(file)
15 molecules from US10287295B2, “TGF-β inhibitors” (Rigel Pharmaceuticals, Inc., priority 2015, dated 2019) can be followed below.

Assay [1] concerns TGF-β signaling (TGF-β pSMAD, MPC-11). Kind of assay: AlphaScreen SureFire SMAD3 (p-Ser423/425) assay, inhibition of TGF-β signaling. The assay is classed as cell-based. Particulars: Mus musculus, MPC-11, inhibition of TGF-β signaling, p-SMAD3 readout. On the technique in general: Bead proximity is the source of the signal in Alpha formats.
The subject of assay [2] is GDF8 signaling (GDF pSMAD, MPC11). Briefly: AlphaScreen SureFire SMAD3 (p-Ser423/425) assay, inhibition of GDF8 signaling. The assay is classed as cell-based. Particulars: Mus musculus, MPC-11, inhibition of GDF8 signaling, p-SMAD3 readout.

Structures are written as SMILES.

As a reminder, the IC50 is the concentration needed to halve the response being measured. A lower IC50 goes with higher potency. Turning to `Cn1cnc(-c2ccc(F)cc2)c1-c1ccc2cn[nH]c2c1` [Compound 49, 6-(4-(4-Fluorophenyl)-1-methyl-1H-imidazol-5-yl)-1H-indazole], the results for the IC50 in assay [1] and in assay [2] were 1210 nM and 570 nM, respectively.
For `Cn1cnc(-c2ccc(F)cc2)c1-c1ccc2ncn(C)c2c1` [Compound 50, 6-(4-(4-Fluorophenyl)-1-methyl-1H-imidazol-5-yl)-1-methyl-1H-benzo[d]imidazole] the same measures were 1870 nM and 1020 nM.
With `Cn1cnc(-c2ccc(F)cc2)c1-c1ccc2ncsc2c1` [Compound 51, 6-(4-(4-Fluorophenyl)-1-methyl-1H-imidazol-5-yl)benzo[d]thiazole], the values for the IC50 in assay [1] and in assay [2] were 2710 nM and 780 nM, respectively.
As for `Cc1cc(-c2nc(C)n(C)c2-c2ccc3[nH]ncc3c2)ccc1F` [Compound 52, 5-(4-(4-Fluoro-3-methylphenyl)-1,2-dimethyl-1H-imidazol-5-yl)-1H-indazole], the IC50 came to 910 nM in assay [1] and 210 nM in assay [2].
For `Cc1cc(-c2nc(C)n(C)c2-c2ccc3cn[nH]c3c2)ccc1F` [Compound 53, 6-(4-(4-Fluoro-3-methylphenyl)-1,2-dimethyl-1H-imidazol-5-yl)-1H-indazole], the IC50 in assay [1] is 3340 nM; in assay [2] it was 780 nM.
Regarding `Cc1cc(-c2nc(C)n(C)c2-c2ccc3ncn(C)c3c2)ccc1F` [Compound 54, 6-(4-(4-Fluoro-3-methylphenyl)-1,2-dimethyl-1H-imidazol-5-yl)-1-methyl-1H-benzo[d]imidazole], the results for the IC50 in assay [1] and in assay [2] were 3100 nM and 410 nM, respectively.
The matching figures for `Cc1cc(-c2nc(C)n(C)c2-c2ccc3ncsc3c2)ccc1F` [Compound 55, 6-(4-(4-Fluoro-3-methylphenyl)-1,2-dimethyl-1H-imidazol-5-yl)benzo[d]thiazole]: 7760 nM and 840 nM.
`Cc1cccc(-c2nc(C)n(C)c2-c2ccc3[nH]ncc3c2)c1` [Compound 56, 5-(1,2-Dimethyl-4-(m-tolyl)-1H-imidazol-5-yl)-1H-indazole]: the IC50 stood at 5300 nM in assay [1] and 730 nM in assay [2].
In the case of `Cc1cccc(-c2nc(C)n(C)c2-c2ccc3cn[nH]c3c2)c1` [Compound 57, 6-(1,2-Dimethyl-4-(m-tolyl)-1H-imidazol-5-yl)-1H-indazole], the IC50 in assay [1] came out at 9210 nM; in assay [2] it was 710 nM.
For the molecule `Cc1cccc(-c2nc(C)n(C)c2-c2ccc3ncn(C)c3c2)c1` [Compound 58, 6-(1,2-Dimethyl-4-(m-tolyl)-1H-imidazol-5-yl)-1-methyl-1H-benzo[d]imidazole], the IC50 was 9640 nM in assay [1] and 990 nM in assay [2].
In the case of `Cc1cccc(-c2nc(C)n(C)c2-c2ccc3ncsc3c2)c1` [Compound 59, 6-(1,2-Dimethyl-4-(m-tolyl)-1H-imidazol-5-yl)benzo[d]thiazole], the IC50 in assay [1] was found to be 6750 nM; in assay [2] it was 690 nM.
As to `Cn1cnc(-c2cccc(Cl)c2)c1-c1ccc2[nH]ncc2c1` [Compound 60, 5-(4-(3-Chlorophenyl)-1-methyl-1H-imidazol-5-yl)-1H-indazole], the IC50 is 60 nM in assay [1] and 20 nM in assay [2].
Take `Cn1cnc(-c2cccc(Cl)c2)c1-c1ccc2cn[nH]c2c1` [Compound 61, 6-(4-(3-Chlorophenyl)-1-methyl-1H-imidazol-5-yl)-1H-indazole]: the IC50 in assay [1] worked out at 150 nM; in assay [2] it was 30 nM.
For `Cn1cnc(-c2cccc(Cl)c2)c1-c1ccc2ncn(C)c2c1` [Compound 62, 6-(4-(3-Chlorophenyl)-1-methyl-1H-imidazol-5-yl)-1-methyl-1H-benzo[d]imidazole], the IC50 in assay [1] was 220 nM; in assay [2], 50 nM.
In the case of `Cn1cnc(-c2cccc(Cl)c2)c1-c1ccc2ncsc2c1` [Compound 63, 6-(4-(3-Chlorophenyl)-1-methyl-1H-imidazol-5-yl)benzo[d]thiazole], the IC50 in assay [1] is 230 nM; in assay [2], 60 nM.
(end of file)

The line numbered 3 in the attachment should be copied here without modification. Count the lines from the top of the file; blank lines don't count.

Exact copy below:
The subject of assay [2] is GDF8 signaling (GDF pSMAD, MPC11). Briefly: AlphaScreen SureFire SMAD3 (p-Ser423/425) assay, inhibition of GDF8 signaling. The assay is classed as cell-based. Particulars: Mus musculus, MPC-11, inhibition of GDF8 signaling, p-SMAD3 readout.